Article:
Who is Lia Thomas? Facts About The Open Transgender Athlete – Hollywood Life

Who is Lia Thomas? Facts About The Open Transgender Athlete – Hollywood Life





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Image Credit: Mary Schwalm/AP/Shutterstock

Lia Thomas, 22, made history earlier this year when she became the first openly transgender athlete to win an NCAA Division I national championship in any sport after she performed incredibly in the 500-yard freestyle event. Since then, the strong swimmer has been living in a bigger spotlight for both her impressive achievements and the controversy surrounding transgender women playing in sports. Although many critics, including some teammates, feel she shouldn’t be allowed to compete against other women in swimming -her sport of choice- she feels differently, and is looking to change the opinions of those by simply standing up for those like her. “I just want to show trans kids and younger trans athletes that they’re not alone,” she told Sports Illustrated in March. “They don’t have to choose between who they are and the sport they love.”

Find out more about Lia and her journey as an athlete and public figure in the transgender community below!

Lia attended the University of Pennsylvania & was on their women’s swimming team.

Lia Thomas
Lia Thomas in her swimming gear. (Mary Schwalm/AP/Shutterstock)

Lia, who is originally from Austin, TX, just finished studying economics at the prestigious school and became a force to be reckoned with when she joined the Penn women’s swimming team in her senior year after competing for three seasons on the men’s team. At the end of her year competing for the school, she went from being ranked number 65 on the men’s team to being ranked number one on the women’s team in the 500-yard freestyle, according to Swimming World.

She came out as transgender in 2019.

Lia started questioning her identity near the end of high school. She then advised close family and friends that she felt like and wanted to live her life as a woman and gained their support during her first two years at UPenn. She started using hormone replacement therapy when she started transitioning during her junior year, and although she came out to her school, she was still required to compete on the school’s men’s team for the 2019-2020 academic year. After she took a year off in order to stay eligible to compete in swimming, since the COVID pandemic caused 2020 competitions to be canceled, she was able to switch over to the women’s swimming team for the 2021-2022 academic year.

Lia has tried to stay positive despite the negative reception she’s received for competing as a woman.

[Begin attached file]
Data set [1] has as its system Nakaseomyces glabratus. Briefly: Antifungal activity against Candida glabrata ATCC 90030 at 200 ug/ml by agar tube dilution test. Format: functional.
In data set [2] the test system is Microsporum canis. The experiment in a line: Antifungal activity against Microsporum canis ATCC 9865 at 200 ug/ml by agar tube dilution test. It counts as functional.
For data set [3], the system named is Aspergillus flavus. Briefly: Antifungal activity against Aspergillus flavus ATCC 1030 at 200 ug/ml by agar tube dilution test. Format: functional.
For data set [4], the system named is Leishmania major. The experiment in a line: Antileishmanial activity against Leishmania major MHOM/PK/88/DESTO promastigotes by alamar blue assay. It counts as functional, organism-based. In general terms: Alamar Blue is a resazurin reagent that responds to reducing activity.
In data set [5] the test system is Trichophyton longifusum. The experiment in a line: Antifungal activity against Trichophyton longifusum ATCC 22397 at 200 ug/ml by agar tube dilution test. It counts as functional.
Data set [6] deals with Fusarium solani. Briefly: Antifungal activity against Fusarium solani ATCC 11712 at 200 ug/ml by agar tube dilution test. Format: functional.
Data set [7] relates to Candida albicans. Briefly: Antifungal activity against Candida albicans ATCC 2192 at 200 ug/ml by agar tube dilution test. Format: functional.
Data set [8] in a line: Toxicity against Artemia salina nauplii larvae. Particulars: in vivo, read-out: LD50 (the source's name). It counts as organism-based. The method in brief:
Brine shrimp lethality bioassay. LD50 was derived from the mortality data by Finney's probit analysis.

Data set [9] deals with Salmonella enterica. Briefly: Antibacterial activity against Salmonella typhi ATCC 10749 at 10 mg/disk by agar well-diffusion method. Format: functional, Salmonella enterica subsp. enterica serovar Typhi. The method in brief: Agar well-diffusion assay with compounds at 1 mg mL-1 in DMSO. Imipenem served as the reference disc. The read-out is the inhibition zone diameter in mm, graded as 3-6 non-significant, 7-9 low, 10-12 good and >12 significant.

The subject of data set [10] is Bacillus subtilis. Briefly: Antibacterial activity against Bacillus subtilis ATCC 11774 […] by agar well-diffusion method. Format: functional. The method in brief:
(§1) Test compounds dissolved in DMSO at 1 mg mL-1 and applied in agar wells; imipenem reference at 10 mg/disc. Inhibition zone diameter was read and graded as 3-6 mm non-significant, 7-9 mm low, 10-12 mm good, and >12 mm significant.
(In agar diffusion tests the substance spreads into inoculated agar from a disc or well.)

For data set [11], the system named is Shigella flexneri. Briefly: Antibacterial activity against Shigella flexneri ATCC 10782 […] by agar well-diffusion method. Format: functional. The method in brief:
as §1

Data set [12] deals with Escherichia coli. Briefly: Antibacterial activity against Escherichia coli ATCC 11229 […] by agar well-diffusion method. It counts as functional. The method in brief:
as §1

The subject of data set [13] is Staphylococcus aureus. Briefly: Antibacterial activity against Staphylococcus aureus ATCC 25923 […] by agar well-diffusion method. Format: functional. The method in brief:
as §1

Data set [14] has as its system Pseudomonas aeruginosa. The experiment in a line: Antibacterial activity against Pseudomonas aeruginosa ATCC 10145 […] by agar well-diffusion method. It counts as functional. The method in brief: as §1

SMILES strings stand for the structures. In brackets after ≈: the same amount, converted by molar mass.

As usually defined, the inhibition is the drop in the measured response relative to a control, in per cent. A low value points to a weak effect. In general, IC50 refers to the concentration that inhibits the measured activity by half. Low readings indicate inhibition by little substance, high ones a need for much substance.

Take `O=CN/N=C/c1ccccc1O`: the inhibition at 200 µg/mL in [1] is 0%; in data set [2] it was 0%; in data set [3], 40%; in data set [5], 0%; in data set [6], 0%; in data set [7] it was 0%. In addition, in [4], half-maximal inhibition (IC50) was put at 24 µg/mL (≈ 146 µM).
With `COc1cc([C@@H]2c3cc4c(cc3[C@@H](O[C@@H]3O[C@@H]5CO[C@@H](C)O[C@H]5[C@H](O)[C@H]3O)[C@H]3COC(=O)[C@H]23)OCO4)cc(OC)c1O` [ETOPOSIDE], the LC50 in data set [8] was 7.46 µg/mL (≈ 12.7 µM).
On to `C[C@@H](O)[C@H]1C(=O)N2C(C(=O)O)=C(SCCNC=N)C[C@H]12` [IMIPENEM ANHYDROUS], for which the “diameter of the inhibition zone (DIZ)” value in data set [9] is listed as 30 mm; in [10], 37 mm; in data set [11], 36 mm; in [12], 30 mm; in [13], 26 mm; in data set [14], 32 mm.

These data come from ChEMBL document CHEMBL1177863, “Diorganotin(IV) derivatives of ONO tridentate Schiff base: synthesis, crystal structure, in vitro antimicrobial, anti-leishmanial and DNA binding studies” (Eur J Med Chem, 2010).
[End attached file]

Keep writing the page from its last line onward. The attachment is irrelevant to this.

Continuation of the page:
Lia Thomas
Lia Thomas came out as transgender in 2019. (John Bazemore/AP/Shutterstock)

Both Lia and UPenn swimming coaches and students have unfortunately received hate mail and harassment from those who don’t agree with Lia’s way of living and although it’s caused her to be cautious and block some direct messaging on social media, she hasn’t let her stray away from who she is. “I’m a woman, just like anybody else on the team,” she told Sports Illustrated. “I’ve always viewed myself as just a swimmer. It’s what I’ve done for so long; it’s what I love. I get into the water every day and do my best.”

She is headed to law school & wants to compete in the 2024 Summer Olympics.

Lia revealed that she applied for law school and is planning on swimming in the  2024 Summer Olympics trials, according to Sports Illustrated. USA Swimming officials told the outlet that if she meets the criteria to continue swimming in the women’s category, they’ll have no issue with her representing the USA in the Paris games.

Her courage is already inspiring the transgender community.

Lia declined to attend the NCAA-required postrace news conference in Mar. 2022 after getting called out by protesters and other critics outside and inside the event, and other swimmers spoke out about how she was trying to ignore the negativity she had been receiving to instead, focus on the swimming. “It’s a symbol of Lia’s resilience,” Schuyler Bailar, who at Harvard became the first known transgender man to compete on a Division I men’s team, told ESPN at the time. “The fact that she’s able to show up here, despite protesters outside, people shouting and booing her, I think it’s a testament to her resiliency. And it’s also a symbol that we can both be who we are and do what we love.”



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Rachel Meadows

Rachel Meadows

Trending topics news writer who enjoys cooking, walking her dog and travel.

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